Dove in a Cage

Trigger warning: Domestic violence

When I was ten,
teachers at school taught us that
a white dove is the symbol of peace.
At night,
when I asked Maa to draw a dove,
she hesitated,
hiding the bruises with her ghoongat,
that baba inscribed on her frosted hand.

My mother doesn’t know
how to speak in English,
she doesn’t know
the spelling of marriage,
but she knows how to spell ‘battlefield’.
Baba’s voice was the sound of a gunfire,
and Maa’s silence
was bullets trapped in a gun.
Women in my family become martyrs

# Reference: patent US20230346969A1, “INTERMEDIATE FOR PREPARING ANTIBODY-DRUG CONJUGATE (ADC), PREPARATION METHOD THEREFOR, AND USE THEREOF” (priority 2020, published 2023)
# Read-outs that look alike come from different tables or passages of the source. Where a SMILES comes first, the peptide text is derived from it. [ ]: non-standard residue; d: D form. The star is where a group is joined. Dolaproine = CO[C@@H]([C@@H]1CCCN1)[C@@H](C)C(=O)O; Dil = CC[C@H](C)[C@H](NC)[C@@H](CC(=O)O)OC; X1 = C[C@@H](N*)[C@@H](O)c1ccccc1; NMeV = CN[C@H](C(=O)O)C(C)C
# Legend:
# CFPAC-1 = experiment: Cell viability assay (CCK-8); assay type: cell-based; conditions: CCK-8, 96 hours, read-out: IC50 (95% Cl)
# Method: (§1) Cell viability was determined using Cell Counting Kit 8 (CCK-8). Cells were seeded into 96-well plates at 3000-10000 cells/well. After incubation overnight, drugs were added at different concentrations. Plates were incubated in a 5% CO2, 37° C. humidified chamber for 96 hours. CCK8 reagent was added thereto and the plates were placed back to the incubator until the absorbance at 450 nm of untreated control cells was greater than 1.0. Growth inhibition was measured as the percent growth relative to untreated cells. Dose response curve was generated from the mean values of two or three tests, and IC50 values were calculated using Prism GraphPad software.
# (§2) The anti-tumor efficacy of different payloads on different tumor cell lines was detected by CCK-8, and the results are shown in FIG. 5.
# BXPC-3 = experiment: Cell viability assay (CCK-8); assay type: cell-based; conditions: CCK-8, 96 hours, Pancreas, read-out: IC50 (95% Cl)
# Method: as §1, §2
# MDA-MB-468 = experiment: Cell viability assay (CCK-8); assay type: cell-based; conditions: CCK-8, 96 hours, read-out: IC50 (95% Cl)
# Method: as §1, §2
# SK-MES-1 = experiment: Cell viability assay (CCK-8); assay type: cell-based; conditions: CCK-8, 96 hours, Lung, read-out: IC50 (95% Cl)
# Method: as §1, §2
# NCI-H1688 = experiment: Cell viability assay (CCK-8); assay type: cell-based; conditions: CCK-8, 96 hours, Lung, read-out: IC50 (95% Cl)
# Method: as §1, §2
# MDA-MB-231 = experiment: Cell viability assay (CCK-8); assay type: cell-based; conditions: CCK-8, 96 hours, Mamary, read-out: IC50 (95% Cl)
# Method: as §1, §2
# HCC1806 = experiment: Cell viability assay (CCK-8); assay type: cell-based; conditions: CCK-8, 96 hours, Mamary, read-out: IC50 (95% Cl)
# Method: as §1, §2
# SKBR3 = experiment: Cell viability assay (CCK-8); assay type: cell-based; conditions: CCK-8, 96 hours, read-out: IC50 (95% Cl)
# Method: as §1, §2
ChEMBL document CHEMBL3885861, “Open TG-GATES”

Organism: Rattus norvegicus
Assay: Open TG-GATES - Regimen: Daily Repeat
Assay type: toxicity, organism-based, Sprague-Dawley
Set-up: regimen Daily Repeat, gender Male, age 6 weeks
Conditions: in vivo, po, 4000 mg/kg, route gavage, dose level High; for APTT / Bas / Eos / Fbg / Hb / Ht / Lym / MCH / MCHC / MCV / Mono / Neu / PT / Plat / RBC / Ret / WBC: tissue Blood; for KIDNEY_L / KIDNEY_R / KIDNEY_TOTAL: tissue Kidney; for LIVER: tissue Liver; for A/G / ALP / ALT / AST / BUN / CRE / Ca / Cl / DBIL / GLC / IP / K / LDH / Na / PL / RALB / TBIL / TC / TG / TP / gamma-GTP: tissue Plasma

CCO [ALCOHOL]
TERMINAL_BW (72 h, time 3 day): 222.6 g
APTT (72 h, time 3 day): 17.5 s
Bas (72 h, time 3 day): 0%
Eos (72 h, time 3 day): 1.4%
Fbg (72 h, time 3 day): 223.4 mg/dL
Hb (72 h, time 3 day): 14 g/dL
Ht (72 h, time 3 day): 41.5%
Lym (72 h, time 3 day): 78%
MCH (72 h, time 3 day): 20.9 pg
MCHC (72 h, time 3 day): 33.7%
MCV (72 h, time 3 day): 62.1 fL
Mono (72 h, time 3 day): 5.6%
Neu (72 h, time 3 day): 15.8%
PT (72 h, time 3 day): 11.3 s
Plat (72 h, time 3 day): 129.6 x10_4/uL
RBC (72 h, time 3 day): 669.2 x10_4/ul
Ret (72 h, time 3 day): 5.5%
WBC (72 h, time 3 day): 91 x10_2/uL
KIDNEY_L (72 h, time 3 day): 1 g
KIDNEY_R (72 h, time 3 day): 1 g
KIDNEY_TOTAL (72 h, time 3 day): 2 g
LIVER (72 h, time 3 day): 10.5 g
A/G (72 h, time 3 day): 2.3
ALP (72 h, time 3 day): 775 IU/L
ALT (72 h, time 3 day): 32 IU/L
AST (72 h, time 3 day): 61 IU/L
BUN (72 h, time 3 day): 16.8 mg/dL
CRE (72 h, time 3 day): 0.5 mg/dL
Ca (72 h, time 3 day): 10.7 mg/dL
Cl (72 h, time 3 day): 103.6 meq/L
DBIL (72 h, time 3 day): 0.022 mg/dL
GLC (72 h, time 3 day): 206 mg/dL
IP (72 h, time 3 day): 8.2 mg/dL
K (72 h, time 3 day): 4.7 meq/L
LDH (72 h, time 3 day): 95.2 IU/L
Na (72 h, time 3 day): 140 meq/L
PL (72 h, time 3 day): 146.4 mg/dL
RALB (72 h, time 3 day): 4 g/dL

before learning how to become soldiers.

My mother says that
she died before Baba;
the first time she wore a shroud
was when she wore her red lehenga;
the first time she felt blood on her skin
was when Baba put sindoor
on the parting line of her hair;
and the first time she resembled a funeral pyre was when Baba hit her.

Since Baba passed away,
Maa has been wearing white sarees;
and she often tells me in her mother tongue,
“A dove once caged,
is never free even after death.”

My mother doesn’t know
how to speak in English;
so last night,
when I asked Maa
if she has ever felt at peace,
she laughed and said,
“In piece,
in piece,
in pieces.”

Featured image: 卡晨/Unsplash